In Indonesia, Noguchi also developed a deep appreciation for traditional gamelan music, which is integrated into performance and ritual traditions and has a complex multitonal quality produced by ensembles of percussion instruments. In his home in the village of Mure, which he established on the Japanese island of Shikoku in 1970, Noguchi strung up a large bamboo instrument called an angklung (used in Balinese gamelan) that could be easily mistaken for something else, including sculpture he might have made.39 Although there is no documentation of Noguchi having played music himself, in addition to the angklung, he collected a number of other musical instruments or sounding objects from around the world that represent an incredible range of sounds and traditions.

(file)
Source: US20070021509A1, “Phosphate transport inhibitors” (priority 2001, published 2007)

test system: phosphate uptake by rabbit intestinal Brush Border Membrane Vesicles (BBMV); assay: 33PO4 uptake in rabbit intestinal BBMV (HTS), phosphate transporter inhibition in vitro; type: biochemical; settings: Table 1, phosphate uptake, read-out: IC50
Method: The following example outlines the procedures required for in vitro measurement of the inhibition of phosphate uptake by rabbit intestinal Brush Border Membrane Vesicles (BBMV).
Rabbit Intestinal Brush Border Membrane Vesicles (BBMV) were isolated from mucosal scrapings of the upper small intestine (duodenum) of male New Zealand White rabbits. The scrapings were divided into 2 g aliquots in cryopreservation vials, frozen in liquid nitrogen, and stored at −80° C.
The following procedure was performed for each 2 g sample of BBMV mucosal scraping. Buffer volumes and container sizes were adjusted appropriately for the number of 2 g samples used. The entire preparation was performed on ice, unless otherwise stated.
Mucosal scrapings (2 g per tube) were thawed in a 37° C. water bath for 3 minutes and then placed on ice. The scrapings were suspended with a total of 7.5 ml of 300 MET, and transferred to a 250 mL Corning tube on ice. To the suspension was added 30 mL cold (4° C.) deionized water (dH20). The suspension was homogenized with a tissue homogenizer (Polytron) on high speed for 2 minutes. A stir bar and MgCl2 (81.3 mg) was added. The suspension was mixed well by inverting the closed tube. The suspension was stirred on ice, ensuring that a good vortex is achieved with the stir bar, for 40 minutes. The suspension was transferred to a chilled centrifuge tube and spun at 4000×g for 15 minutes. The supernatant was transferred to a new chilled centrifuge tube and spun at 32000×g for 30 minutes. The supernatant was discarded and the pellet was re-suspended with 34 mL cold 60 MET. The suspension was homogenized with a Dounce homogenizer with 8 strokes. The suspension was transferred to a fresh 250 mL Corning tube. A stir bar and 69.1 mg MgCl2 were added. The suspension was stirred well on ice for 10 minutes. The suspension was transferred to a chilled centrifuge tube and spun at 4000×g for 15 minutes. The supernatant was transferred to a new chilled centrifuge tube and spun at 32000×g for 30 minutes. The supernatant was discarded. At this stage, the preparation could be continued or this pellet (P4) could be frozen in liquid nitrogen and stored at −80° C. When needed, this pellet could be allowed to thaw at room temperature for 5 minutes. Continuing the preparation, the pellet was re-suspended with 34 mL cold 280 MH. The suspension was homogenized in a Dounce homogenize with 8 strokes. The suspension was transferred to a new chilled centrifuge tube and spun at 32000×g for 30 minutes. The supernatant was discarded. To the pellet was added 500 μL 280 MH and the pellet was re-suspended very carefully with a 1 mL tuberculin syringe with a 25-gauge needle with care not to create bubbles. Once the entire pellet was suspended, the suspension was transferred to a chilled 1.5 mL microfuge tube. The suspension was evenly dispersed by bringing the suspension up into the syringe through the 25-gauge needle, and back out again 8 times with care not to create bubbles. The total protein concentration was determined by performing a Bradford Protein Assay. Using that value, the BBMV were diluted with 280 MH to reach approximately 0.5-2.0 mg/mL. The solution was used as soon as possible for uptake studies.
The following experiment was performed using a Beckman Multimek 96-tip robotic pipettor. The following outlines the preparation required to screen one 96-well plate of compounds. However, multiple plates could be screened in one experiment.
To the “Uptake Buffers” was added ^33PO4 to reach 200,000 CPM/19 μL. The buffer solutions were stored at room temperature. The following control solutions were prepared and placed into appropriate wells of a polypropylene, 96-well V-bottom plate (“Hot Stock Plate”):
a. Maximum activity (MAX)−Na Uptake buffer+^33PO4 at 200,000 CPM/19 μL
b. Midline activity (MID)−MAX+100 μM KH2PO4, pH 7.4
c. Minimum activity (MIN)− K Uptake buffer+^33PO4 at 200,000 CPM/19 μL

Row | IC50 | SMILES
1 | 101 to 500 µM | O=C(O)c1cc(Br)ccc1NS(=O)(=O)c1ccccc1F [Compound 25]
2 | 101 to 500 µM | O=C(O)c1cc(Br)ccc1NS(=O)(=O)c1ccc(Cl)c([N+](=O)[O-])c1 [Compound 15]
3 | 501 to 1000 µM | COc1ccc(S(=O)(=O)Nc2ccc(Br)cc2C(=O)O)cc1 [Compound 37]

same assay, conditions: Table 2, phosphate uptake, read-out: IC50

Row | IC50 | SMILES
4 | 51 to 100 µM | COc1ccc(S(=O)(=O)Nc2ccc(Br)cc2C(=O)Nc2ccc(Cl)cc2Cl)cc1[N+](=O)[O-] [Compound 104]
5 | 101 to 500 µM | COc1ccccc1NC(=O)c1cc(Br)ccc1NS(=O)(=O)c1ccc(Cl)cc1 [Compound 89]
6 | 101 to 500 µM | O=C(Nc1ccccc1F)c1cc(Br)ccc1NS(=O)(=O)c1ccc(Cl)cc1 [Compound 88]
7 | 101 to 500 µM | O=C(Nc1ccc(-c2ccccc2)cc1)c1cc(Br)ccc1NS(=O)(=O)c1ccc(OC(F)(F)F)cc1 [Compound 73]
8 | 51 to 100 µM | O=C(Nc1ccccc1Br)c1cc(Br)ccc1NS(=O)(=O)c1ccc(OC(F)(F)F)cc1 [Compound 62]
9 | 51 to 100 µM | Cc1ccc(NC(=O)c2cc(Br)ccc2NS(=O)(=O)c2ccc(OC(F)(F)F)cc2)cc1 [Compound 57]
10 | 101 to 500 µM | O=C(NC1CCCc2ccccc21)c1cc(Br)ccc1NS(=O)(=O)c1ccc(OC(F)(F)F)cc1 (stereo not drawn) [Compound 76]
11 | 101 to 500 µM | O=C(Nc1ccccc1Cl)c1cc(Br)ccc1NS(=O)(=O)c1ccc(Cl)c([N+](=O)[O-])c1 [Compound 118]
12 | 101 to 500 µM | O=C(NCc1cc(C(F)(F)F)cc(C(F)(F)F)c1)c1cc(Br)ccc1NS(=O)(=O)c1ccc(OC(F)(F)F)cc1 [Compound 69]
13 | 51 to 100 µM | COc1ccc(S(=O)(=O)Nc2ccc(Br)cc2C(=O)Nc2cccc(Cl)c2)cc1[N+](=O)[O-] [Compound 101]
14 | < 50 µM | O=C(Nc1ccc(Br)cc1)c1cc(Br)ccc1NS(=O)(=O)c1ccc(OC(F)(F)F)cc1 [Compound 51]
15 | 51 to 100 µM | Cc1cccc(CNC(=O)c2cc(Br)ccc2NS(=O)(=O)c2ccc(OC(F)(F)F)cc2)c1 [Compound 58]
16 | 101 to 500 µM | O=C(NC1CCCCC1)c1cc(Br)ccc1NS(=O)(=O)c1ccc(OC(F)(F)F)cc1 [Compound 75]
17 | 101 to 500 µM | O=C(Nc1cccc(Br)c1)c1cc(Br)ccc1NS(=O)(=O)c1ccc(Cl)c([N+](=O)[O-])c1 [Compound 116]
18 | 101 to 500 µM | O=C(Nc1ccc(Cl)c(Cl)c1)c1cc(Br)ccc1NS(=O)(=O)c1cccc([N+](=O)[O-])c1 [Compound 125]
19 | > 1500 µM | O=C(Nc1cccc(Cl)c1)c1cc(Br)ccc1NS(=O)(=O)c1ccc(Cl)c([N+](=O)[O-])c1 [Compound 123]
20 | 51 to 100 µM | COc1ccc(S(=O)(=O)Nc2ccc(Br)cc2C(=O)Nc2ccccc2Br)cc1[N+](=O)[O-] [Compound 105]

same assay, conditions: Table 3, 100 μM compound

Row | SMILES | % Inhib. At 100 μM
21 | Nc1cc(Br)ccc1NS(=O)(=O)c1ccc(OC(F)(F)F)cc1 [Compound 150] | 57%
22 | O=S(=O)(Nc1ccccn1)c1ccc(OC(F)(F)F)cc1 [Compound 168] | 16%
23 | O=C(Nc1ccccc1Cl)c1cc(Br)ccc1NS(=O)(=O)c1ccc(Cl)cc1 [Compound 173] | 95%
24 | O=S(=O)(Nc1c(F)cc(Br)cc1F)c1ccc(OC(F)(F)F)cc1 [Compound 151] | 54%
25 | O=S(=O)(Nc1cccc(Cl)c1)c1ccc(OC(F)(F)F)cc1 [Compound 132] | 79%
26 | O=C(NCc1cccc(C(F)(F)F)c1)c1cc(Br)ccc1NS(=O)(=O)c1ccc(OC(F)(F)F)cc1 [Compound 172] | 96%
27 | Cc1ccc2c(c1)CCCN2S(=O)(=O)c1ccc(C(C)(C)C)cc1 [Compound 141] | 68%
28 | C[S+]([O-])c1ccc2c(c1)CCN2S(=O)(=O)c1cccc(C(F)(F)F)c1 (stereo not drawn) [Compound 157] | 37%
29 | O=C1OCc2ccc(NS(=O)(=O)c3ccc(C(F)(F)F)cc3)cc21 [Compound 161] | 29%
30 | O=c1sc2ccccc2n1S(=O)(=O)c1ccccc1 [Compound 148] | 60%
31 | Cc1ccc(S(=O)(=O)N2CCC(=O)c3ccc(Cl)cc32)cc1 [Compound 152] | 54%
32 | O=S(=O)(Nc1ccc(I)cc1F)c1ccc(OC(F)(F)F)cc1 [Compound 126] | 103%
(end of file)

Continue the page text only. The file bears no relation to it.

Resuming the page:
Noguchi’s collection features numerous bells, including a four-sided Mexican ceramic bell, perhaps obtained during travels in Mexico. This style of bell was popularized in the United States when designers Charles and Ray Eames used one as a doorbell for their famous home in California, Case Study House No. 8 (1949), which Noguchi visited and so likely would have seen.40 His collection also includes a Japanese bronze samurai horse bell and an Indonesian cow bell, as well as a range of other hanging bells of unknown origins.
On the occasion of a 1950 exhibition in Tokyo, Noguchi displayed his model Bell Tower for Hiroshima (1950), a proposal for an 70-foot-tall monument adorned with hanging bells from all over the world, which he intended to be activated by the wind. Although this project was never realized, the bell seems to have held a lasting importance for Noguchi. Possibly inspired by a selection of the terra-cotta bells used in the model, Noguchi would later produce the poignant stand-alone sculptures Small Bomb (1957) and Bell Image (1956–57).